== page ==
Tag Archives: Strathconon

Another Old Route through Ross-shire – Achanalt Station to Dalnachroich in Strathconon via Badinluchie

by Meryl Marshall (NOSAS)

What is believed to be an old droving route from Badinluchie, south of Loch Achanalt in Strath Bran, to Dalnachroich in Strathconon was followed by several NOSAS members on a sunny day in October.

Climbing up from Badinluchie

Climbing up from Badinluchie

The Roy map of c1750 has two roads from the east coast to the west through Ross-shire, one through Strathconon and one through Strath Bran. At this time they would hardly have been roads but more probably bridle ways easily traversed by ponies; a road from Contin to Poolewe through Strath Bran first appears in the records about the year 1760. From the late 1700s, and probably even earlier, communication with the Isle of Lewis passed through the tiny port of Poolewe, cattle were shipped from the Islands to join the droving routes which led eastwards to the tryst at Muir of Ord; John Knox was to report that he sailed from Stornoway to Poolewe in a small unworthy vessel used for the transport of cattle (Tour of the Highlands and Islands 1786).  Cattle export was to reach its height in the early 1800s during the Napoleonic Wars.

The main route by which the drovers headed east for Muir of Ord was via Loch Maree, Achnasheen and Strath Bran, although there were other routes to the north. Maps of the late 18th and early 19th century – John Ainslie 1789, Arrowsmith 1807 and John Thomson 1832, indicate a branch road heading south over the hills from Achanalt in Strath Bran to Strathconon via “Baud Leuchie”; this route would have made eminent sense for drovers wishing to avoid hazardous river crossings on their way to Muir of Ord.

Arrowsmith Map 1807 Part 1

Arrowsmith Map 1807 Part 1

Arrowsmith Map 1807 Part 2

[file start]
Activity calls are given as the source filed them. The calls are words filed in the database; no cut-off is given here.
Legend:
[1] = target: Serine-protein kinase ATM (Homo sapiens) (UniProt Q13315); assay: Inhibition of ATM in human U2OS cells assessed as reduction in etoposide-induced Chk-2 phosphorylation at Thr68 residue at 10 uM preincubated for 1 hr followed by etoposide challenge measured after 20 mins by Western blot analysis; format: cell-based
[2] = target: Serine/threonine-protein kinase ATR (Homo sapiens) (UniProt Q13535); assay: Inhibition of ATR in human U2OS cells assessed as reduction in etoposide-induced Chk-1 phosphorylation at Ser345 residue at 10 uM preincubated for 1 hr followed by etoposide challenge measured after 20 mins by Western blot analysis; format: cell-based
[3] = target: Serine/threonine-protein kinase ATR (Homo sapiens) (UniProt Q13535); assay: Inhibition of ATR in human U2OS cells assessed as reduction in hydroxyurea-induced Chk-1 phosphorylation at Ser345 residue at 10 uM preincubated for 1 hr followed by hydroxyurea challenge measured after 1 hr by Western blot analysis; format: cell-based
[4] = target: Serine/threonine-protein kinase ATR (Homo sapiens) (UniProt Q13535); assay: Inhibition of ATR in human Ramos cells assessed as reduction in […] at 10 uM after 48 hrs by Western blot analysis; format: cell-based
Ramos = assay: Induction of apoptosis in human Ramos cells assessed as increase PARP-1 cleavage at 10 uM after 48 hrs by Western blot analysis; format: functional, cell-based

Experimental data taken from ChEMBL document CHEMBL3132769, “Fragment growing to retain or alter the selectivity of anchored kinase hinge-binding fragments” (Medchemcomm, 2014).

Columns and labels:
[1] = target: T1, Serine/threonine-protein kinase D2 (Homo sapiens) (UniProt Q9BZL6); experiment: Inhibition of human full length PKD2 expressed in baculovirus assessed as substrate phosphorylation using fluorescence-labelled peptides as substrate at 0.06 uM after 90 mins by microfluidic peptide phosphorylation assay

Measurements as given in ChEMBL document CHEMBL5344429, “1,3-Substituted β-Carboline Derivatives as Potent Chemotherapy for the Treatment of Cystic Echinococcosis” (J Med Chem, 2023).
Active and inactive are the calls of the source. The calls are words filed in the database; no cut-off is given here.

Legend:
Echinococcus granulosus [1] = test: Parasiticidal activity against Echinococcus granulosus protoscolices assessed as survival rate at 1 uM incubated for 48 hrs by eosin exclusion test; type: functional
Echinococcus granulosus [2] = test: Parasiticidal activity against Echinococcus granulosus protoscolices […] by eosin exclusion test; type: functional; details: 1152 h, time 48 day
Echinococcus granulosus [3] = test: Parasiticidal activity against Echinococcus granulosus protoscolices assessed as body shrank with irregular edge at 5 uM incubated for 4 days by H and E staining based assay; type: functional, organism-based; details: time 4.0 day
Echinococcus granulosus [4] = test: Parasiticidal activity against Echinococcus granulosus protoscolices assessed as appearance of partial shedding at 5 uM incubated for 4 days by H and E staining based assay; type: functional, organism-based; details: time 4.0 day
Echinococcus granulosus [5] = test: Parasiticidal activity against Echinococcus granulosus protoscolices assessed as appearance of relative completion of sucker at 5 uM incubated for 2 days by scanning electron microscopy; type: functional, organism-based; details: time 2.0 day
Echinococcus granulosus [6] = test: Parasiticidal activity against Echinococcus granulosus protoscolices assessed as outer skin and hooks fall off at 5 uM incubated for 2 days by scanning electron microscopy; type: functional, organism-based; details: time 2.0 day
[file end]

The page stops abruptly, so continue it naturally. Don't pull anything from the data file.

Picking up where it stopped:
Arrowsmith Map Detail 2

 

 

 

 

 

 

 

 

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Old routes through Ross-shire: Luib, near Achnasheen, to Scardroy in Strathconon

by Meryl Marshall (NOSAS)

A six mile stretch of rough moorland, west of Achnasheen, is traversed by what was once a well made road generally 3 metres in width. Although it has fallen into disuse and is travelled only by the occasional walker, possibly doing a coast to coast trip, the road today is very distinct and forms a pleasant days’ ramble, especially when combined with an outward journey to Achnasheen on the Kyle of Lochalsh train (with homeward transport parked at Scardroy). But what are the origins of the road? and why did it fall out of use?

A route through Strathconon to Loch Carron had been in existence for centuries; it linked the east and west coast lands of the Clan Mackenzie. The Roy map of 1750 has the road passing NW from Scardroy to Luib on Loch Gowan, 3kms west of Achnasheen, and the first mention of an Inn at Luib, or Luibgargan as it is sometimes known, is on the Dorret map of 1750. A 1798 list of householders has John Macdonald, described as “vintner”, residing there and in 1814 Donald Sage passed this way: “Leaving Attadale in the morning I breakfasted at Luibgargan, proceeded on foot down Strathconan and rested during the night at Garve” (Memorabilia Domestica, Donald Sage, 1899 p191). Both the road and the Inn appear on other early maps too, the Ainslie map of 1789, Arrowsmith of 1807 and Thomson of 1830. It also appears on a Strathconon estate map of 1825 where it is annotated “the road from Loch Carron”. So quite clearly this was a route of some importance; how did it come to be abandoned?

Dorret Map

Dorret Map 1750 (detail; click on map for wider view)

Ainslie Map 1789

Ainslie Map 1789 (detail; click on map for wider view)

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